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pear slug - Caliroa cerasi

pear slug - Caliroa cerasi
Elkton, Douglas County, Oregon, USA
August 1, 2009
Size: approx 6mm
August 1, 2009:

Curious to see for myself what a pear slug turns into and what it has to do to get there, I solicited this little fellow. Found it on a Hawthorn tree. After a few photos, I clipped the branch and transferred it to its new home.

August 8, 2009:

See second and third images. The pear slug has found a comfortable spot and appears to have pupated. I believe the object across the pupa's middle is the shed skin. The eyes and wings are already visible. The pupa also seems to have shrunk about 1mm.

More to come via comments, below.

Images of this individual: tag all
pear slug - Caliroa cerasi pear slug - Caliroa cerasi pear slug - Caliroa cerasi pear slug - Caliroa cerasi pear slug - Caliroa cerasi

August 10, 2009
Two days have gone by. Yesterday, when I took images, I thought I might have lost this little fellow. Turns out, to my surprise, it had moved to another leaf. I didn't know pupa could do that. Regardless, there doesn't seem to be any change in appearance from August 8.

And thanks for the well-wishes, Beatriz - I'm already dreading the cost of sending it off to college.


Hmm. . .
Another explanation could be that this is another larval instar, not a pupa yet. Perhaps the "black belt" is old tegument that failed to shed completely.

Hope you're not as disappointed as I am.
Last night, after reviewing images of this pear slug, I noticed an egg attached to one of the leaves in my specimen jar. Fearing the egg might hatch and be harmful to the pear slug pupa, I clipped off that part of the branch with the egg and transferred it to a separate jar. (I had seen eggs like this in the guide, and the only match I could find was a green lacewing.) I figured, what the heck, I'll see what this turns into, as well - does it turn into a lacewing larva. After cozying the egg into its new home, I returned my attention to the pear slug, but much to my chagrin, the pear slug had disappeared. It was no longer stuck to the leaf it had been secured to. I spent the next two hours scouring my workbench and all adjacent areas in search of the little critter, but I couldn't find it anywhere. This morning I continued the search, but still couldn't find it. I'll continue searching, but I'm afraid this little fellow has successfully avoided having to go to college. It seems that, though I have successfully raised an Asian Multicolored Ladybug and a brood of Eulophus, the forces that be are conspiring against me to raise a pear slug. My first attempt was almost thwarted when the pear slug escaped, though I found it later in the day trekking across across my workbench. After recapturing it, I managed to get it to grow into the second stage of its pupal-ness. Then I inadvertently squashed it. Now this, a renegade pear slug that's run away from home - probably due to no effort of its own.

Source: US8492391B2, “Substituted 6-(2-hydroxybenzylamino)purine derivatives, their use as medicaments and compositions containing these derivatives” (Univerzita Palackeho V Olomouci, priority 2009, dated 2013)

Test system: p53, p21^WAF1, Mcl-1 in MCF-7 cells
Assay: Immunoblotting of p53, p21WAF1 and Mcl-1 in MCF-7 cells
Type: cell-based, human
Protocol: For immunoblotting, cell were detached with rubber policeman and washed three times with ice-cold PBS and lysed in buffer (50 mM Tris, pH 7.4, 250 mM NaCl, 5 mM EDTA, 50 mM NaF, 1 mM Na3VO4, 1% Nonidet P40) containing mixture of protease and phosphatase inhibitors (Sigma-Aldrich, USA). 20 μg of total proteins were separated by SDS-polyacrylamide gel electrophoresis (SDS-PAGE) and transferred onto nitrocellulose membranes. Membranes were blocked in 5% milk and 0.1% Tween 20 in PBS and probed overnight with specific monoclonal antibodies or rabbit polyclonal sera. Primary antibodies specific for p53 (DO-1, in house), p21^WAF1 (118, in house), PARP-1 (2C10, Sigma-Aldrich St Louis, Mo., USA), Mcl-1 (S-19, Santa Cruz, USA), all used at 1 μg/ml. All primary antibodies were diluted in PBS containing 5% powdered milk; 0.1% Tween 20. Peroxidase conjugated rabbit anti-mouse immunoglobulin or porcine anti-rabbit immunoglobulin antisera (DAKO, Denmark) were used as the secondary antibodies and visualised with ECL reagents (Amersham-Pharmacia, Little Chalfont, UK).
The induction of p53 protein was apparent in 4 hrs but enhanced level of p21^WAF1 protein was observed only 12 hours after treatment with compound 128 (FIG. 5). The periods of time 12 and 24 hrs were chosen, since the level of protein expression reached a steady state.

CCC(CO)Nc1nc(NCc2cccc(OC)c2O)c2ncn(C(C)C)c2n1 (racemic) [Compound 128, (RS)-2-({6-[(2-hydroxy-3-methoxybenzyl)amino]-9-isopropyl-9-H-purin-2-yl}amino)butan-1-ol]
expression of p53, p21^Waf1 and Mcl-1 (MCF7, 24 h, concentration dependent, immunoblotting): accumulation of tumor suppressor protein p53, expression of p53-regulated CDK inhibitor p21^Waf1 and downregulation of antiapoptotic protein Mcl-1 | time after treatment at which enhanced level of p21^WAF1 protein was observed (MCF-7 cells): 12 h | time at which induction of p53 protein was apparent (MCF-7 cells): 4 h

But all is not lost. I have one pear slug left. It's still freely roaming around its enclosure, and has not yet pupated. I will continue to try raising this pear slug until I somehow manage to screw that up too, though they say the third time's a charm, so who knows . . . ? I'd like to post the progress of this third pear slugs' progress, but I don't want to create a third post that's left dangling. Do you think I should document the whole process from pear slug to saw fly first and then post the results, or should I take a chance that this time I won't mess things up and post each event as it occurs?



PS - I went out this morning and scoured the Comice pear tree and the Hawthorn tree but could only find remnants of where the pear slugs had been. I fear they've all pupated. One thing I did notice however, was that more than half the leaves showing traces of pear slug activity had the remains of what looked like a discarded outer skin from the molt of larva to pupa. I think the black belt on this larva/pupa was an incomplete shedding of that larval skin. It would also appear that once molted to pupa, the pear slug allows itself to fall to the ground where it finishes its pupal development. I couldn't find any signs of an actual pupa on either tree, and trying to find a pupa in the dirt is like looking for a piece of dirt in the dirt.

Life cycle
Good luck raising your baby! This seems to be the year of the life cycles. I am glad to see more and more contributors raising all kinds of things. We don't have an adult of this species yet, so it would be very valuable.
Strange black belt!

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